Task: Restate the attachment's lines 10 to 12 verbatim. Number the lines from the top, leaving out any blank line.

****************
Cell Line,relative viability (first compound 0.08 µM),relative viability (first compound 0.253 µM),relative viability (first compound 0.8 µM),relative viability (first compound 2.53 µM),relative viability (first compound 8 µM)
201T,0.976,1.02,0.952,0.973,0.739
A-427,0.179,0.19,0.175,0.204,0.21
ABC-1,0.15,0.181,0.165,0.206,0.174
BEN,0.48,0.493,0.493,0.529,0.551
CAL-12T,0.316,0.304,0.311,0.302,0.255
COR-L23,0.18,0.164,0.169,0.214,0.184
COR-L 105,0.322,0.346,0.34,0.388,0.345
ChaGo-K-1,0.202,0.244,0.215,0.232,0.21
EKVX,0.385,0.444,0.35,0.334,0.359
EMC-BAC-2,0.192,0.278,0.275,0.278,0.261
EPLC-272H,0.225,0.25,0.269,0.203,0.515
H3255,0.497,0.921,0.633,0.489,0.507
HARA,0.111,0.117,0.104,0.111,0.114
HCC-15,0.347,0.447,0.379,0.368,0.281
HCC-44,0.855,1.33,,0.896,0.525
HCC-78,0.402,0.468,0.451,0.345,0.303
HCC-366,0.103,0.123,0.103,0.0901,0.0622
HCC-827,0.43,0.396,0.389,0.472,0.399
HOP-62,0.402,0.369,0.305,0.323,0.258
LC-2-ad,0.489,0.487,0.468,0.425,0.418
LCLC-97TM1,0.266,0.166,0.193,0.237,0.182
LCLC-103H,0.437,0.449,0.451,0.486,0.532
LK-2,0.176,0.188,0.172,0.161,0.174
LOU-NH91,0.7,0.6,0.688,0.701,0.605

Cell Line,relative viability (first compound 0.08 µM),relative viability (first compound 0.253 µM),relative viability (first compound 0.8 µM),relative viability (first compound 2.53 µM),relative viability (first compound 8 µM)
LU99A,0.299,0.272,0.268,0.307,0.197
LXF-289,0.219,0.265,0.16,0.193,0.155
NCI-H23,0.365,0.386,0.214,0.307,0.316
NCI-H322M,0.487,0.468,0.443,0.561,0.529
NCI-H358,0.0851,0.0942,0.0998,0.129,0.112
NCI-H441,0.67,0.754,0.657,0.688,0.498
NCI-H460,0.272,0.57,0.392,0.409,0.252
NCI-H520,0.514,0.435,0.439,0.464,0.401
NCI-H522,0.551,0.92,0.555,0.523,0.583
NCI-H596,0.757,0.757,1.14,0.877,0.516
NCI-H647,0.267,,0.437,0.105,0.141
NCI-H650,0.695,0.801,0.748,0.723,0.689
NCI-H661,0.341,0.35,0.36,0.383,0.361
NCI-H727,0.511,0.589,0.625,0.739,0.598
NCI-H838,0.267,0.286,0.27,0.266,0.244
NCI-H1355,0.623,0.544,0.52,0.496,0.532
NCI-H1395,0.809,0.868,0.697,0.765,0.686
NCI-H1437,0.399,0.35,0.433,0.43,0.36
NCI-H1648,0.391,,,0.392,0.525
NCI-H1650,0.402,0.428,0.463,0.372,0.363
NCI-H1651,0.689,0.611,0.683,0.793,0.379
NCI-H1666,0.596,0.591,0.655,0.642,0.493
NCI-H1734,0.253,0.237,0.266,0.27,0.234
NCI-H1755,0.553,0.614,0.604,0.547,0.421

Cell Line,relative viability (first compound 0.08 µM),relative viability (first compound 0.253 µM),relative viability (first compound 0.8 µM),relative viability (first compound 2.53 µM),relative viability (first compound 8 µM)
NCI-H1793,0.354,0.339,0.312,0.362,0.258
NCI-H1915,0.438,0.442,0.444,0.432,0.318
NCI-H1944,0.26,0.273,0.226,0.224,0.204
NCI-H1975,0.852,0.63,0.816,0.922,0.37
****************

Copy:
EKVX,0.385,0.444,0.35,0.334,0.359
EMC-BAC-2,0.192,0.278,0.275,0.278,0.261
EPLC-272H,0.225,0.25,0.269,0.203,0.515